Efforts to bring in more officers to the Los Angeles Police Department, and keep them there is moving forward as the Mayor's office announced a tentative contract agreement with the police union Tuesday.
Mayor Karen Bass shared details of the plan to improve recruitment and retention within the LAPD by establishing a higher starting pay for officers, retention pay incentives, and better health care benefits.
A significant number of officers who leave before 10 years of service join other agencies, according to the Mayor's office. The new four-year contract agreement is meant to help address this issue.
"My No. 1 job is to keep Angelenos safe," said Bass. "Like many major cities across America, our police department is enduring a hiring and retention crisis so we are taking critical action. In April, I proposed a budget to address concerns within the Los Angeles Police Department and to provide investments to hire more police officers, expedite the hiring process, and improve retention. Today's contract is consistent with those goals..."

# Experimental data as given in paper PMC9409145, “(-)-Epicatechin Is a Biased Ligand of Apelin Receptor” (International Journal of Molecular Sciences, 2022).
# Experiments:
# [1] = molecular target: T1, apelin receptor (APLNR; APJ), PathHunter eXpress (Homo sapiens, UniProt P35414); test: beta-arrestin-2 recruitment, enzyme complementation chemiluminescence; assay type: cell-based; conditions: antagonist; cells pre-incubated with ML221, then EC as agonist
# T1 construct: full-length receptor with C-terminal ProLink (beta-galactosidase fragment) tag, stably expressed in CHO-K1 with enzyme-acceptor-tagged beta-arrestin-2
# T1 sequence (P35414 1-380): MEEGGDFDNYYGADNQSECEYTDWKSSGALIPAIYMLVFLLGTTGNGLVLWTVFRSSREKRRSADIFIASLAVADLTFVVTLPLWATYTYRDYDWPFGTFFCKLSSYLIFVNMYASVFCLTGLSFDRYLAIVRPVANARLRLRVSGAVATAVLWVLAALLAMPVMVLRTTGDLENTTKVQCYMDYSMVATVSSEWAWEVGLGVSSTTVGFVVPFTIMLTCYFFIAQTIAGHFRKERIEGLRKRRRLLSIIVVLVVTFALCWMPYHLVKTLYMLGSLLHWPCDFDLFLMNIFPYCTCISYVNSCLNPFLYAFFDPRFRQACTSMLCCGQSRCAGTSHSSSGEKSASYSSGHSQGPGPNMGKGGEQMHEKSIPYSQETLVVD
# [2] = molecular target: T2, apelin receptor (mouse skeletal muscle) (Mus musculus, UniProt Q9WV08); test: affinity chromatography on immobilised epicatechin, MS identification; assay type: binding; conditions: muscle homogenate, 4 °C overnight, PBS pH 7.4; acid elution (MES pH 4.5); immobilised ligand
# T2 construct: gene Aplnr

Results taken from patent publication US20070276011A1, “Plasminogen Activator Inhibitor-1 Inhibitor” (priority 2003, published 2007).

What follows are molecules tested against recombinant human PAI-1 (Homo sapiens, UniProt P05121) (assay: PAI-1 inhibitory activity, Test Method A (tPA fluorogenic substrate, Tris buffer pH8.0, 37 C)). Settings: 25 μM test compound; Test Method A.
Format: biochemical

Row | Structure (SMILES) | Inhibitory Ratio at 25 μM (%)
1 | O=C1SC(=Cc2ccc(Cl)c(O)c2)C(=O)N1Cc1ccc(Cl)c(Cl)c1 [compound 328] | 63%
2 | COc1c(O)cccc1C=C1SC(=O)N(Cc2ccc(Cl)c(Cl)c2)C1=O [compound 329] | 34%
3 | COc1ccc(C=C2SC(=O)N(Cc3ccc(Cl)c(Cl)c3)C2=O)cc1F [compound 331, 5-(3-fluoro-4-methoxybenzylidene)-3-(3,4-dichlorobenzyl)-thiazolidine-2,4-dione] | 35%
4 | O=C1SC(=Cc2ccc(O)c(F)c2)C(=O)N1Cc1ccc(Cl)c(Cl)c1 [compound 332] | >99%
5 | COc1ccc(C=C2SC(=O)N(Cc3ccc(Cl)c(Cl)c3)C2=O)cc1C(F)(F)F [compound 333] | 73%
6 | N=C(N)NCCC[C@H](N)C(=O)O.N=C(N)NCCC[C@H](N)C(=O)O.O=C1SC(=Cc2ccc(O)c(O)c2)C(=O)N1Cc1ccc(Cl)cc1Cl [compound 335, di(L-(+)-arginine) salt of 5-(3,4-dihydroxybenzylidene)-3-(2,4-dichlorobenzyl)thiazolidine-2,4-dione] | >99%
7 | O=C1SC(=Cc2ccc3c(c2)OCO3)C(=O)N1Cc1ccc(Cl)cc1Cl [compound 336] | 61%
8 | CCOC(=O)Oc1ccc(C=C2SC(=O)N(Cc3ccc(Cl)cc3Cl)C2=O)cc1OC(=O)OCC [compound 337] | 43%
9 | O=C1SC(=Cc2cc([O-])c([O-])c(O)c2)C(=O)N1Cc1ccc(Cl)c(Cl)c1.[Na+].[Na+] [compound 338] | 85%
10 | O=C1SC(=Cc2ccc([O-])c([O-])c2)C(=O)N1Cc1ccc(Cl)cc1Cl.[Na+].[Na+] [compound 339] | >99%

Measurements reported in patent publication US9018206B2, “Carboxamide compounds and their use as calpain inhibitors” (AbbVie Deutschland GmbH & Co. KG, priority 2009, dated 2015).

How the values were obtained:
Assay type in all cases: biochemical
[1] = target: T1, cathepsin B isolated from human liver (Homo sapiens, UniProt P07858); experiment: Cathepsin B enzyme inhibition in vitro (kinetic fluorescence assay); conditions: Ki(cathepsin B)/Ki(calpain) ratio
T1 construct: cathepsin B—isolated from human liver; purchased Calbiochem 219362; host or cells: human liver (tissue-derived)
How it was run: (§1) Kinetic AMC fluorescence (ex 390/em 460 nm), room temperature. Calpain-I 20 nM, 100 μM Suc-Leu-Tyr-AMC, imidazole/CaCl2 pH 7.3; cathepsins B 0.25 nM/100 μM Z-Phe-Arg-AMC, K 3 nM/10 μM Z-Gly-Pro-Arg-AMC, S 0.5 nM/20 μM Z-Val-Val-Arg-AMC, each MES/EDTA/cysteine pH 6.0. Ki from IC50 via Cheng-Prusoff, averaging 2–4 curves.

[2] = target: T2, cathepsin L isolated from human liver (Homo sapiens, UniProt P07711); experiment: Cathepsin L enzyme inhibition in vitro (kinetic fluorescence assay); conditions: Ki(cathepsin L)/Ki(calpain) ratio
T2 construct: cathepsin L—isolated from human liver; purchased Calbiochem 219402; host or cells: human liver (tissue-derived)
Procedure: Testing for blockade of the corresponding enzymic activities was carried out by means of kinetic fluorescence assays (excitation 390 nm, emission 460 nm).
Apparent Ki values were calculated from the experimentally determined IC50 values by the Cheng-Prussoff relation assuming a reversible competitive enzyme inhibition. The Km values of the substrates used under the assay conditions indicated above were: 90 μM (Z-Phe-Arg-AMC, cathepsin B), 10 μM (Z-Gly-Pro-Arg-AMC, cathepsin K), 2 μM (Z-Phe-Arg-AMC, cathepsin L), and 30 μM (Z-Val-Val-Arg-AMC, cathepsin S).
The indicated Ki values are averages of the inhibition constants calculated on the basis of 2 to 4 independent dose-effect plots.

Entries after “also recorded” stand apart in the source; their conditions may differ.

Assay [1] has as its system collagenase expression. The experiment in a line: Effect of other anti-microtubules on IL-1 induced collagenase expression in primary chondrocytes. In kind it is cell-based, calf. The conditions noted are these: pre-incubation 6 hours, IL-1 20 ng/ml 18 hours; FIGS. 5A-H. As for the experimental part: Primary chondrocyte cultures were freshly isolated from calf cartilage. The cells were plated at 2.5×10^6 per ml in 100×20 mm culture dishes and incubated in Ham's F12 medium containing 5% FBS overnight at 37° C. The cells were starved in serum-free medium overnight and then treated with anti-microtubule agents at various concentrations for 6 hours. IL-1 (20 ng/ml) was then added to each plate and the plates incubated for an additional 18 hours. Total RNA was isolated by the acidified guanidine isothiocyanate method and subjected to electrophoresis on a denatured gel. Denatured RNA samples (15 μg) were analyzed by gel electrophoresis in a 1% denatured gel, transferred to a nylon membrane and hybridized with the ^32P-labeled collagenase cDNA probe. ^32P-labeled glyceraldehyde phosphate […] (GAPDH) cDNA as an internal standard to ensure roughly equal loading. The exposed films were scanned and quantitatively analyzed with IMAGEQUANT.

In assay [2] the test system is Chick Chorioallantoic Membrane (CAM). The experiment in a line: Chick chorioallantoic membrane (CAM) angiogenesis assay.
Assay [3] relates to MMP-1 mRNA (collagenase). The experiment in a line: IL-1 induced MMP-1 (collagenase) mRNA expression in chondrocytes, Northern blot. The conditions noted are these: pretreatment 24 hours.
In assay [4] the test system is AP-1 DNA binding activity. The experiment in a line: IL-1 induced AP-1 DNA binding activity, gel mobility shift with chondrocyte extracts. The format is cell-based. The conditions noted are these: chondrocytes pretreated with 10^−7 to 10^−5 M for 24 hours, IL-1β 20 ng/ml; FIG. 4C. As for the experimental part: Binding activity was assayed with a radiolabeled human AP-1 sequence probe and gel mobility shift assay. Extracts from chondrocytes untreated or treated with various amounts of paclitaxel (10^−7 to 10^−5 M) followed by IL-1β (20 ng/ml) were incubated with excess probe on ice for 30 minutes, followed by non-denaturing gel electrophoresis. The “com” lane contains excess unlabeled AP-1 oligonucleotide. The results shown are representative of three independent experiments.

Since 2020, staffing at LAPD has declined by more than 1,000 officers. LAPD is expected to lose hundreds more in the coming year due to retirements and resignations. Since 2017, LAPD has lost more than 430 officers serving just around a year with the department.
This tentative agreement increases the starting base salary of LAPD recruits by 11% with a 3% increase in base salary wages annually each year of the contract to remain competitive with surrounding departments.
For officers already within the LAPD, the tentative agreement includes retention pay incentives to improve long-term employment. The contract also has improvements in insurance subsidies for health, life, and dental insurance.
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